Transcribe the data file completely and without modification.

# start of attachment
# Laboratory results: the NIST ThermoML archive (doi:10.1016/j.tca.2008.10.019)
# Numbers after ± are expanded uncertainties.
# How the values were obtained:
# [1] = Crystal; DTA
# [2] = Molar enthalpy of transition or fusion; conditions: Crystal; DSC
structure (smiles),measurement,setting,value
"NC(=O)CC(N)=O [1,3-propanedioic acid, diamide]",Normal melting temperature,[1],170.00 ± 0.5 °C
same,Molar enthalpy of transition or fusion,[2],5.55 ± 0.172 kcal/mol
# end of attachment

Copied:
# Laboratory results: the NIST ThermoML archive (doi:10.1016/j.tca.2008.10.019)
# Numbers after ± are expanded uncertainties.
# How the values were obtained:
# [1] = Crystal; DTA
# [2] = Molar enthalpy of transition or fusion; conditions: Crystal; DSC
structure (smiles),measurement,setting,value
"NC(=O)CC(N)=O [1,3-propanedioic acid, diamide]",Normal melting temperature,[1],170.00 ± 0.5 °C
same,Molar enthalpy of transition or fusion,[2],5.55 ± 0.172 kcal/mol